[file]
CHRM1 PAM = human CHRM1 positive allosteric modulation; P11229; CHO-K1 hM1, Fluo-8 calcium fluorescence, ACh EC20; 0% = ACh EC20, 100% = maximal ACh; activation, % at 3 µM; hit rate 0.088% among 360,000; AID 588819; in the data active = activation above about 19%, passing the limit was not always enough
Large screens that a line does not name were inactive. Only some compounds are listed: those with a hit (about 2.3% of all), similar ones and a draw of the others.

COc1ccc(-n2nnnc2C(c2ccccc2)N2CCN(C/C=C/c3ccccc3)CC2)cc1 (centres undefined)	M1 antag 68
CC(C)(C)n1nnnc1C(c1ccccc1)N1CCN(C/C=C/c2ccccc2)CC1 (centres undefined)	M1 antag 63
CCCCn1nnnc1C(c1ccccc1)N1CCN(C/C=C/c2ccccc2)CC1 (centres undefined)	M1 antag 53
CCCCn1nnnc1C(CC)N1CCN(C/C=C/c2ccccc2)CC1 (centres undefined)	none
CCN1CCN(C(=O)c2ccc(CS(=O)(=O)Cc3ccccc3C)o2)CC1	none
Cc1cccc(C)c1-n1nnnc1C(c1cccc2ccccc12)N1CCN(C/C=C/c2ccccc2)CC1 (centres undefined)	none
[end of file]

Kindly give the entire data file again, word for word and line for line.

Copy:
CHRM1 PAM = human CHRM1 positive allosteric modulation; P11229; CHO-K1 hM1, Fluo-8 calcium fluorescence, ACh EC20; 0% = ACh EC20, 100% = maximal ACh; activation, % at 3 µM; hit rate 0.088% among 360,000; AID 588819; in the data active = activation above about 19%, passing the limit was not always enough
Large screens that a line does not name were inactive. Only some compounds are listed: those with a hit (about 2.3% of all), similar ones and a draw of the others.

COc1ccc(-n2nnnc2C(c2ccccc2)N2CCN(C/C=C/c3ccccc3)CC2)cc1 (centres undefined)	M1 antag 68
CC(C)(C)n1nnnc1C(c1ccccc1)N1CCN(C/C=C/c2ccccc2)CC1 (centres undefined)	M1 antag 63
CCCCn1nnnc1C(c1ccccc1)N1CCN(C/C=C/c2ccccc2)CC1 (centres undefined)	M1 antag 53
CCCCn1nnnc1C(CC)N1CCN(C/C=C/c2ccccc2)CC1 (centres undefined)	none
CCN1CCN(C(=O)c2ccc(CS(=O)(=O)Cc3ccccc3C)o2)CC1	none
Cc1cccc(C)c1-n1nnnc1C(c1cccc2ccccc12)N1CCN(C/C=C/c2ccccc2)CC1 (centres undefined)	none